Two engineers who haven’t seen each other in years, eating and drinking at a restaurant in Korea Town, talking about the TikTok algorithm: The question is what we would do if we were hired to write a recommendation engine.
The most obvious solution is to feed more of the same based on what you have already seen and on what other people who have watched the same videos have watched before. It’s like the classic Amazon scheme, “people who bought this also bought.”
This is how the algorithm got started originally and worked pretty well for us engineers, but the same logic turned out to be disastrous for normal people.
You, as a normal person, would watch, say, makeover videos. Just watching one of them would lead to a series of related videos about your appearance. You come across one video about how to make your nose look smaller, and you watch it to the end because you feel your nose is a bit too big. Suddenly, your feed is filled with videos about noses, including dubious medical advice from self-proclaimed experts.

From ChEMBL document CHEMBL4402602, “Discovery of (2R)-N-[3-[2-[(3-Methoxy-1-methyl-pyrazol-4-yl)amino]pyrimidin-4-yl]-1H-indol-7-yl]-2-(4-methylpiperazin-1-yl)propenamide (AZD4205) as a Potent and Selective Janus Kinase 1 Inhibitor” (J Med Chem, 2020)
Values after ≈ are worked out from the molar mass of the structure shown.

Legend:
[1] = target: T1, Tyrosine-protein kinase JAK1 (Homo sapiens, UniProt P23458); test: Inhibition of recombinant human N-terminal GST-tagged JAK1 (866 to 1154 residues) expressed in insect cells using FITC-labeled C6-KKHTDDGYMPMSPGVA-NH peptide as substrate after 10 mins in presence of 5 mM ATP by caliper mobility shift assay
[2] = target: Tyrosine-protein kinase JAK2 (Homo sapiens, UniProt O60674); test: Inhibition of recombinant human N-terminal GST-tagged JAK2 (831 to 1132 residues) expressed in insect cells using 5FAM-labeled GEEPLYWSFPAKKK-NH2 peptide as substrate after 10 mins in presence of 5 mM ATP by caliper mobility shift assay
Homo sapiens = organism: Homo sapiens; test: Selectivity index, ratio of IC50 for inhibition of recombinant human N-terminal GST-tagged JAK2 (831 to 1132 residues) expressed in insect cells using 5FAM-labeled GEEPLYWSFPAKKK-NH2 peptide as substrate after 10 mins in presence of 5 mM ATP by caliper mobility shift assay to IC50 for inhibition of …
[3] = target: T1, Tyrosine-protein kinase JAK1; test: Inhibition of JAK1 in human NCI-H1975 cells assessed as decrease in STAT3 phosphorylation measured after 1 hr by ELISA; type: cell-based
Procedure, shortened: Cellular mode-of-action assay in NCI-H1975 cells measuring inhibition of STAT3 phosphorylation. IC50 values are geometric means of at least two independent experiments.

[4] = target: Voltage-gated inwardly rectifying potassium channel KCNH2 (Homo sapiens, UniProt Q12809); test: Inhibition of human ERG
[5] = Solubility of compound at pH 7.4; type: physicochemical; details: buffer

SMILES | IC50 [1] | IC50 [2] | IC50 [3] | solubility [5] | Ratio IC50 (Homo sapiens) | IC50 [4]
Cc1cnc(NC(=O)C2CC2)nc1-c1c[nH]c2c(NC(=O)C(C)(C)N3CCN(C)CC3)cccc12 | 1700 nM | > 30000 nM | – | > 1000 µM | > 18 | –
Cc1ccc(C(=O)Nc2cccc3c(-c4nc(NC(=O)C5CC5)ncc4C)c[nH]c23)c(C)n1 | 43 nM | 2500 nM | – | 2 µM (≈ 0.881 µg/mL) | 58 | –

Since you are not an engineer, you don’t know how these algorithms work; so you assume everyone is watching all these videos about noses. Since your nose is not perfect, you become increasingly insecure and unhappy in the world increasingly obsessed with noses.
We engineers design all these things thinking that how we think is normal and wreak havoc on normal people’s lives. Designing a video platform thinking that it’s a learning tool is like thinking that going to the beach is a learning opportunity; only engineers think like that. The last thing normal people want to do outside of work or school is to learn.
TikTok took this to the next level; they deliberately designed the algorithm for normal people with the express goal of turbo-charging the feedback loop between you and the world of your own projection.
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